The U.S. Treasury announced Monday that it will begin paying debts in Monopoly money, abandoning the dollar as a looming deadline to raise the debt ceiling threatens its value.
With President Barack Obama deadlocked with congressional Republicans over taxes and spending, Secretary Tim Geithner said the Treasury is preparing to head off default by using Monopoly money in lieu of the U.S. dollar.
“Monopoly money has held its value in comparison with the U.S. dollar,” Geithner said. “If we truly do not want to default on our debts and head into another recession, this is the best way to meet our obligations after August 2.”
Since 2010, the Federal Reserve has pursued an aggressive policy of monetizing the debt – essentially printing more money and placing it into circulation – which has caused inflation. The U.S. dollar has lost so much value that federal reserve notes have reportedly been used to start fires – and not out of necessity.
“Previous policies have devalued the currency,” Geithner said. “Some reports indicate that many Americans are burning dollars, not to stay warm as in post-World War I Germany, but for pure enjoyment.”
President Obama has called for higher taxes, which Republicans reject. Meanwhile, Democrats refuse the sort of deep cuts to Medicare, Social Security and other spending that Republicans say is necessary to begin balancing the budget. Both sides have accused the other of hating America, the poor, the elderly, minorities, freedom, God, themselves, existence, and even hate itself.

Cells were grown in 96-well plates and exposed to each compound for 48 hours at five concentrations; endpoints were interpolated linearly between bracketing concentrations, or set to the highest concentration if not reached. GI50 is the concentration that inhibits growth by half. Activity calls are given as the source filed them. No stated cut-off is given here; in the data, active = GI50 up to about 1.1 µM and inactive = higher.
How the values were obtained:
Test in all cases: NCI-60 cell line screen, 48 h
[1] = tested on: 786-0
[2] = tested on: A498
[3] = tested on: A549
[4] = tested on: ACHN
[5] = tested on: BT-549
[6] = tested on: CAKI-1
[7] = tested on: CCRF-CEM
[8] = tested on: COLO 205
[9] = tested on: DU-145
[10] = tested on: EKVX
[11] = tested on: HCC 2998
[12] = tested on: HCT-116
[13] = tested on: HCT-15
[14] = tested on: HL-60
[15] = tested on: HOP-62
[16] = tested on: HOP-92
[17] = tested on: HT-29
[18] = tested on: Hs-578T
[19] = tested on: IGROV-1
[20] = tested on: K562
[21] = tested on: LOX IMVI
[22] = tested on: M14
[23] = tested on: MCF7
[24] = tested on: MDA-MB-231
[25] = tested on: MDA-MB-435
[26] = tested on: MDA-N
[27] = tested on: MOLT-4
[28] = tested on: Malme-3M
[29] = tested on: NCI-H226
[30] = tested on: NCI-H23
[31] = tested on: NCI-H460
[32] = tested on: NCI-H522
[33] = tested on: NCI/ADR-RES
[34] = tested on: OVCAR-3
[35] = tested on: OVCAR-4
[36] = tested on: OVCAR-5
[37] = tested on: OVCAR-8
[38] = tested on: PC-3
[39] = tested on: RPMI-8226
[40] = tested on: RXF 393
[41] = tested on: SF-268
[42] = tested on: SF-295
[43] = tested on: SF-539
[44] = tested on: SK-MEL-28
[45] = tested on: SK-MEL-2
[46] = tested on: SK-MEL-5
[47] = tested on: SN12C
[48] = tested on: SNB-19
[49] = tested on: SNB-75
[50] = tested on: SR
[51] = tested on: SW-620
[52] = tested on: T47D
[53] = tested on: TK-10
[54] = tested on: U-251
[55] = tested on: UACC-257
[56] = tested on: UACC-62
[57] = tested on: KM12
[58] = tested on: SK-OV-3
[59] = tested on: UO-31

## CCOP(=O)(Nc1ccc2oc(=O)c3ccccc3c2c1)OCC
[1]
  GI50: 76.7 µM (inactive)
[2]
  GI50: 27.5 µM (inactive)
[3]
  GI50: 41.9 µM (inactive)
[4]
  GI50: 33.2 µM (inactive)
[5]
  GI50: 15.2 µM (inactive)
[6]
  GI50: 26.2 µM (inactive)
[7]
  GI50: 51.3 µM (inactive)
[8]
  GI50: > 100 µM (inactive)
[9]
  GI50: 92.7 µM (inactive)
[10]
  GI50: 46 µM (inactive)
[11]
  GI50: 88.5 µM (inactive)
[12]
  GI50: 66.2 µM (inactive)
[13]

Geithner has suggested that the classic Parker Brothers game may offer more than merely wise monetary policy. He has also turned to Monopoly for guidance on housing and crime policy.
“I like the idea of grouping property by colors and building only houses and hotels on them,” he said. “The get-out-of-jail-free cards are great ideas too, especially for people who want to be secretary of the Treasury but haven’t paid their taxes.”
Congress is expected to follow suit by declaring Monopoly dollars legal tender for all debts. This would make it easier for the government to spend (since Monopoly money contains $500 bills) while shoring up the dollar and avoiding a politically divisive debt ceiling vote.
It would also make it easier to pay off mistresses and lobbyists because Monopoly money lacks serial numbers and is therefore harder to trace, says one congressional aide who asked to remain anonymous.